10. Priority of Hypothecs:General Principle Priority among the holders of hypothecs granted by the same grantor rank according to the date on which each becomes effective against third parties regardless of the method of publication (registration or dispossession).

  11. Priority of hypothecs:security entitlements • A “control” hypothecary creditor trumps all other creditors including creditors who registered their hypothecs prior to the obtaining of control • Among control creditors, priority is accorded to the creditor who obtained control by becoming the named holder on the securities account • Otherwise, control creditors rank according to when they obtained control.

  12. Special priority rules for intermediaries • If the holder of a securities account grants to the intermediary with whom he has his account a hypothec on the assets credited to the account, the intermediary’s hypothec has a super priority over any other hypothec on those assets, regardless of when that other hypothec was granted; • Multiple hypothecs without delivery granted by an intermediary rank concurrently.

  13. Priority among hypothecs granted by different grantors: general principle • Suppose A grants to B a hypothec on certain assets, and B subsequently grants to C a hypothec on those same assets. • General principle: Nemo datquod non habet: a hypothec on the asset of another is ineffective.

  14. Exception to nemodat: security entitlements • Rehypothecation generally permissible; • Rehypothecation by intermediary/secured creditor permissible if authorized by client/grantor • Even if reyhpothecation not authorized by law or by an agreement, generally C prevails against A if C obtains control and gives value.

  15. Priority of intermediary’s secured creditor against account holders • If an intermediary is bankrupt and there is a shortfall in the securities accounts held for its customers, a secured creditor of the intermediary who has obtained control has priority over the claims of the intermediary's customers. • The secured creditor takes precedence even if the intermediary violated its customers’ rights in granting security. • To defeat the secured creditor, the entitlement holders must show that the secured creditor acted in collusion with the securities intermediary in violating the intermediary's obligations (knowledge or imputed knowledge insufficient.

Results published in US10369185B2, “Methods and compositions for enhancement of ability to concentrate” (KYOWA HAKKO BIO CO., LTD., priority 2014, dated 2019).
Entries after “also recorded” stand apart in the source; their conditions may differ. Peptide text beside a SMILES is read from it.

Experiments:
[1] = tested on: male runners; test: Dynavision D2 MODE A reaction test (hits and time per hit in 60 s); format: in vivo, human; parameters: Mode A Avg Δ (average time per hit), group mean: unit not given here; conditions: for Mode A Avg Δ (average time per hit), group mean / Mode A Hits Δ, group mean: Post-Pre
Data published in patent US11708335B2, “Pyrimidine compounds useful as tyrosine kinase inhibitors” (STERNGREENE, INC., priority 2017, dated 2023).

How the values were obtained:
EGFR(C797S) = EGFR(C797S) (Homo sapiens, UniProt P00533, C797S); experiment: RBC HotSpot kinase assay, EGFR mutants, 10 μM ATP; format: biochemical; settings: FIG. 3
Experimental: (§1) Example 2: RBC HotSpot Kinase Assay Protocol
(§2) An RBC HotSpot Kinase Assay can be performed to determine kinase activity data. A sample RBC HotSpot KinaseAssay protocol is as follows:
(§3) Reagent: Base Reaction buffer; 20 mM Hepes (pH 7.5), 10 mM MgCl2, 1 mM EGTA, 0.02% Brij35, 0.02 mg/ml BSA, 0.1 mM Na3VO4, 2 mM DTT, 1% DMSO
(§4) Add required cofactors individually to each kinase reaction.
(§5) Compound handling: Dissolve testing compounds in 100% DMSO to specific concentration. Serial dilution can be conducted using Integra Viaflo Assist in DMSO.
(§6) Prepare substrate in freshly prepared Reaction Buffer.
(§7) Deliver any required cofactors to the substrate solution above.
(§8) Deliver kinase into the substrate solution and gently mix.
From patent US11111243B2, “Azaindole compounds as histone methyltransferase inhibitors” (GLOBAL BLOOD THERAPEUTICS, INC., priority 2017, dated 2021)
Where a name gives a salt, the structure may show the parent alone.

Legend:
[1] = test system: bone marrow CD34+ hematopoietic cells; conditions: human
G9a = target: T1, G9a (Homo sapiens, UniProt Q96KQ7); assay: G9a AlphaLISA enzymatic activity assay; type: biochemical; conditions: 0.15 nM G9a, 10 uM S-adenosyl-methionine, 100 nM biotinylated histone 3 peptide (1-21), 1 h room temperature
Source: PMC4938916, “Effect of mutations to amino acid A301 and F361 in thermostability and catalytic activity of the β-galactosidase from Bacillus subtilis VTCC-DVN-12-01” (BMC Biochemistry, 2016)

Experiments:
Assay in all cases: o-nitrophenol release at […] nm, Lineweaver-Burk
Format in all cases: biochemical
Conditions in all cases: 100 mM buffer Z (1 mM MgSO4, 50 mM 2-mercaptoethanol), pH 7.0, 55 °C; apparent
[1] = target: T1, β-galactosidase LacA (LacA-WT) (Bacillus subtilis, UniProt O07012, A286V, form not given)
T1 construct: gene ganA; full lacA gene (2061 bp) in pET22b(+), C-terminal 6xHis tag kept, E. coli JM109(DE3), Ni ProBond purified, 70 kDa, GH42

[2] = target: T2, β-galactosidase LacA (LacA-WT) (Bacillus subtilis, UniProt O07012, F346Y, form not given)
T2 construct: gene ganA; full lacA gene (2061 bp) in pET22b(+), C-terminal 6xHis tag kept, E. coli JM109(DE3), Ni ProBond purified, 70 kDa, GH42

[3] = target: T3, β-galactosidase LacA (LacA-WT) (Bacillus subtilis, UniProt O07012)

16. Conflict of laws • General principle: validity, third party effectiveness and priority are governed by the law of the location of either the encumbered asset (tangibles) or the grantor (intangibles); • Exception: If the encumbered asset is a security entitlement, the applicable law is the law designated by the parties to the securities account agreement as the law governing the account.

  17. Policy rationales • Finality in securities transfer transactions • Reduction of transaction costs for purchasers and secured creditors • Facilitation of access to low cost financing for brokers and other intermediaries

  18. Do costs outweigh benefits?

  19. Acknowledgements/References • J.M. Deschamps, «Sûretés et ventes portant surdes valeurs mobilières » 2010 Cours de perfectionnement du notariat no 1, p. 179 (Édition Yvon Blais) • J.M. Deschamps «Le nouveau régime québécois des sûretés sur les valeurs mobilières» (2009) 68, Revue du Barreau du Québec, p. 541 • Mohamed F. Khimji,Annotated Securities Transfer Act (Ontario) (Toronto: Butterworths • Steven L. Schwarcz, “Distorting legal principles” (2010) 35 J. Corp. L. 697